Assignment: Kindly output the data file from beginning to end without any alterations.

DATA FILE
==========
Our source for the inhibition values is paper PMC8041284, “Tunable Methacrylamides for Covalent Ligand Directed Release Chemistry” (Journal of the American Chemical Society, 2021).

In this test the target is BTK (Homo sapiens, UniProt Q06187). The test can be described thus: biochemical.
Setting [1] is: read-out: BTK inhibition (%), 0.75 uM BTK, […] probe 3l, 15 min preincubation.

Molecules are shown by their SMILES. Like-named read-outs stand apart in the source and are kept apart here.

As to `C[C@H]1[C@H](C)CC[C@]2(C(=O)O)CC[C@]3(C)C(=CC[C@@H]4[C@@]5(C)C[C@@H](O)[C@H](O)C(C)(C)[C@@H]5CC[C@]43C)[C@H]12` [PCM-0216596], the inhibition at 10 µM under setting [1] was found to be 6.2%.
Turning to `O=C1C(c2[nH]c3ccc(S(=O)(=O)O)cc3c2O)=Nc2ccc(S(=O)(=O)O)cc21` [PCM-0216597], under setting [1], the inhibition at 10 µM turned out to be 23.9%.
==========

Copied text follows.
Our source for the inhibition values is paper PMC8041284, “Tunable Methacrylamides for Covalent Ligand Directed Release Chemistry” (Journal of the American Chemical Society, 2021).

In this test the target is BTK (Homo sapiens, UniProt Q06187). The test can be described thus: biochemical.
Setting [1] is: read-out: BTK inhibition (%), 0.75 uM BTK, […] probe 3l, 15 min preincubation.

Molecules are shown by their SMILES. Like-named read-outs stand apart in the source and are kept apart here.

As to `C[C@H]1[C@H](C)CC[C@]2(C(=O)O)CC[C@]3(C)C(=CC[C@@H]4[C@@]5(C)C[C@@H](O)[C@H](O)C(C)(C)[C@@H]5CC[C@]43C)[C@H]12` [PCM-0216596], the inhibition at 10 µM under setting [1] was found to be 6.2%.
Turning to `O=C1C(c2[nH]c3ccc(S(=O)(=O)O)cc3c2O)=Nc2ccc(S(=O)(=O)O)cc21` [PCM-0216597], under setting [1], the inhibition at 10 µM turned out to be 23.9%.